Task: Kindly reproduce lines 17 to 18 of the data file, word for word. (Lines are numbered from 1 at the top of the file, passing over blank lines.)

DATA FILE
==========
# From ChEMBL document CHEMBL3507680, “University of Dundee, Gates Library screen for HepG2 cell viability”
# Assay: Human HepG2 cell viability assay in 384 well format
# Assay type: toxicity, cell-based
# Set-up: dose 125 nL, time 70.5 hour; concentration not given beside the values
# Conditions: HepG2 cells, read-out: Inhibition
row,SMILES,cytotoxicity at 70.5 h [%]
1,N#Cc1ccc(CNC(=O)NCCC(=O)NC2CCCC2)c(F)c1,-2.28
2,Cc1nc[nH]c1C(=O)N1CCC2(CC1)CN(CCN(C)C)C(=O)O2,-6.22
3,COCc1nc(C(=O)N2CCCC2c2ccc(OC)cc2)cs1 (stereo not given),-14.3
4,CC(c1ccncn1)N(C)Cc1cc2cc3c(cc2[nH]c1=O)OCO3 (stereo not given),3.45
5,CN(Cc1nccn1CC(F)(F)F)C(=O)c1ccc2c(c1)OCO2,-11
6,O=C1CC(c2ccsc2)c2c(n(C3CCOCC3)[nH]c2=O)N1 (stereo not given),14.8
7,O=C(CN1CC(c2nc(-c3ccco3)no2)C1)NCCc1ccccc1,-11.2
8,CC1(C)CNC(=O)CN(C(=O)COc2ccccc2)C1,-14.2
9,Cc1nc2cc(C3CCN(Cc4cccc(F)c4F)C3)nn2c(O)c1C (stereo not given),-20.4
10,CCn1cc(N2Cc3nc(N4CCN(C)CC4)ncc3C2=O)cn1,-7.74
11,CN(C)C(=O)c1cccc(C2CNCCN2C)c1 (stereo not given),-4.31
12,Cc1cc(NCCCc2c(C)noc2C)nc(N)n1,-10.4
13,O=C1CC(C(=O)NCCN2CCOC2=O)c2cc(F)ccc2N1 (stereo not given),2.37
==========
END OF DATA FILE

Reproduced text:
11,CN(C)C(=O)c1cccc(C2CNCCN2C)c1 (stereo not given),-4.31
12,Cc1cc(NCCCc2c(C)noc2C)nc(N)n1,-10.4